Wednesday, 14 September 2011

Rick Perry's "Ponzi Scheme" Remark

"The more interesting issue raised by this historical investigation may be the fate of the Democratic party and the media. Where today are the liberal and centrist Democrats who only yesterday called Social Security a Ponzi scheme and supported bold reforms? Where now are the columnists and editors at Newsweek and the New York Times willing to reward truth-tellers and to criticize reporters who cover for cowardly politicians?"
That's Stanley Kurtz concluding his short history of the term "Ponzi scheme" as a description of the U.S. government's Social Security program following remarks by governor Perry in the recent September 7th Republican debate at the Reagan library.

I watched that debate and I thought all of the candidates came across as partially retarded, bumbling sociopaths to some degree - Ron Paul in particular, was an embarassment. He couldn't stand still, couldn't keep his sentences and cadences under control and, even though I agree with much of what he says (e.g. legalization of drugs, abolition of the Fed), his arguments were expressed as the piss-poor ramblings of an incontinent old man.

There are two almost-interesting points about Perry.

The first is that he seems to have an Autocratic streak in him as the vaccination thing indicates - but that is an expected, if not a defining characteristic, in all politicians. There is never any question of being able to trust any of them.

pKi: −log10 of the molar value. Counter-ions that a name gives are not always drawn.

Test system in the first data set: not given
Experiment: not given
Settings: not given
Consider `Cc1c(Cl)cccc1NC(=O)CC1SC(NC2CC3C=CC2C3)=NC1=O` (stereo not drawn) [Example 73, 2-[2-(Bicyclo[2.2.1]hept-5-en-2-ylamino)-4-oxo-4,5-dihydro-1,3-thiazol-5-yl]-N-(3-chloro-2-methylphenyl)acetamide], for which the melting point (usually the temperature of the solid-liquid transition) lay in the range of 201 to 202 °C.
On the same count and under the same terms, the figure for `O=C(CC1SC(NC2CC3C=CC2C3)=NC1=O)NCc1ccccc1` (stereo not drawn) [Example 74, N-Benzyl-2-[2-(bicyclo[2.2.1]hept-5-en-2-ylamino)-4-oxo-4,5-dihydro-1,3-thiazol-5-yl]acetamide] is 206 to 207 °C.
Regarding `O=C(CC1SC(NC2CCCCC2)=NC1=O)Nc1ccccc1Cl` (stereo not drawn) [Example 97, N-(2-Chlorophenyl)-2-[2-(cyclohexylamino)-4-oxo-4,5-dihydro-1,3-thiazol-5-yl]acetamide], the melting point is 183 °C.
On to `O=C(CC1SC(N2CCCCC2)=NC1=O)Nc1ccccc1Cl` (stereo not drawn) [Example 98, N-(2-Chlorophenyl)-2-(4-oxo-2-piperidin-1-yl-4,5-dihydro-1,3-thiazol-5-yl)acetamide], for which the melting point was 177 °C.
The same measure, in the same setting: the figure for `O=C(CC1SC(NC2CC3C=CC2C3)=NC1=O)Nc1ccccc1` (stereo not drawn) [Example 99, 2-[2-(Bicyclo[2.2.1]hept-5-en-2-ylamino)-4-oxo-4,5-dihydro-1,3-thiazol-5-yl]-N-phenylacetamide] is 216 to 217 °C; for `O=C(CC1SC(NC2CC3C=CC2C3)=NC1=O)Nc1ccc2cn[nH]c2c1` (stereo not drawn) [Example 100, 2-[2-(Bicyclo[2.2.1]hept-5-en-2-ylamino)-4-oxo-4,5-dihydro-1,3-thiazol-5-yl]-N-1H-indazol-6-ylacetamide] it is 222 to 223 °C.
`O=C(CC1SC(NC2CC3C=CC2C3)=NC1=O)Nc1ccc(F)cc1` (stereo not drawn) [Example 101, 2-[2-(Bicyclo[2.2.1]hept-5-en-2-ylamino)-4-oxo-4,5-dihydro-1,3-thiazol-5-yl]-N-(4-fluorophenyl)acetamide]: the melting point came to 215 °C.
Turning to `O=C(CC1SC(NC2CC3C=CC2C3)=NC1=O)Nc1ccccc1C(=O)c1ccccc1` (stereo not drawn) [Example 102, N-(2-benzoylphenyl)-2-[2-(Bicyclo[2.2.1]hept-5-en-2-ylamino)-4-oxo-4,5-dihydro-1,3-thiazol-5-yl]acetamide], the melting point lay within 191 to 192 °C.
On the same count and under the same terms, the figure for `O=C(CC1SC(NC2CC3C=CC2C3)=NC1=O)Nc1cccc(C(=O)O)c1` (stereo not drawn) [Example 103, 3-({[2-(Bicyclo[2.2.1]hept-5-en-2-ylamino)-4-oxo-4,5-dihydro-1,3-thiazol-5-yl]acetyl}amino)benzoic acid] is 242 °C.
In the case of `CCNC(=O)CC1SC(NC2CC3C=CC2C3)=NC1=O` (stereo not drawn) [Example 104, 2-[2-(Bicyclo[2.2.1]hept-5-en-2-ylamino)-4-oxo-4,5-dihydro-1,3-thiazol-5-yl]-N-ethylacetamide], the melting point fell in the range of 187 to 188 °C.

The second point however, and the one which served as the departure point for Kurtz's essay, is that Perry marked himself out from the debate by calling Social Security a Ponzi scheme and refusing to back down on this. If you are aware of the relative demographic decline in the U.S. for the last three decades, not to mention the economic depression the U.S. is in, then you will have to concede that the charge is true. Perry has been getting bravery points for this, but I think they are cheap. I would have attacked the premises on which Social Security rests, rather than the mere fact its' "enabling assumptions" have been eroded.

As to the rest of the candidates...

Cain speaks clearly and with conviction, Bachmann is gaffe-prone and though she may have the will, I doubt she'd have the wits to get rid of Obamacare. Romney is just another middle of the road Pragmatist and Gingrich is only there to thwart the despicable quisling Huntsman.

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